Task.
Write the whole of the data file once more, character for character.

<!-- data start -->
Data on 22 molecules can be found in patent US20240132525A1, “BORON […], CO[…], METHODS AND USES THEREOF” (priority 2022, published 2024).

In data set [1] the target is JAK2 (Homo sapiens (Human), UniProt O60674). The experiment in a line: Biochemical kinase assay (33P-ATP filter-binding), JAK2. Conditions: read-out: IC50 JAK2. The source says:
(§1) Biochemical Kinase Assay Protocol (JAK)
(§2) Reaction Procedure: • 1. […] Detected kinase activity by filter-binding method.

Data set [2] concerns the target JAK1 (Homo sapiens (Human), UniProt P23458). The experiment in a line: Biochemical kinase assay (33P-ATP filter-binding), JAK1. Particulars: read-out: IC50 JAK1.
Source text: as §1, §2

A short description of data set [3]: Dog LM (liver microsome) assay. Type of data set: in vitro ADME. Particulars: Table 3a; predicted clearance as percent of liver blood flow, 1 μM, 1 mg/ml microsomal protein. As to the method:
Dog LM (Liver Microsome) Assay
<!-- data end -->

Data on 22 molecules can be found in patent US20240132525A1, “BORON […], CO[…], METHODS AND USES THEREOF” (priority 2022, published 2024).

In data set [1] the target is JAK2 (Homo sapiens (Human), UniProt O60674). The experiment in a line: Biochemical kinase assay (33P-ATP filter-binding), JAK2. Conditions: read-out: IC50 JAK2. The source says:
(§1) Biochemical Kinase Assay Protocol (JAK)
(§2) Reaction Procedure: • 1. […] Detected kinase activity by filter-binding method.

Data set [2] concerns the target JAK1 (Homo sapiens (Human), UniProt P23458). The experiment in a line: Biochemical kinase assay (33P-ATP filter-binding), JAK1. Particulars: read-out: IC50 JAK1.
Source text: as §1, §2

A short description of data set [3]: Dog LM (liver microsome) assay. Type of data set: in vitro ADME. Particulars: Table 3a; predicted clearance as percent of liver blood flow, 1 μM, 1 mg/ml microsomal protein. As to the method:
Dog LM (Liver Microsome) Assay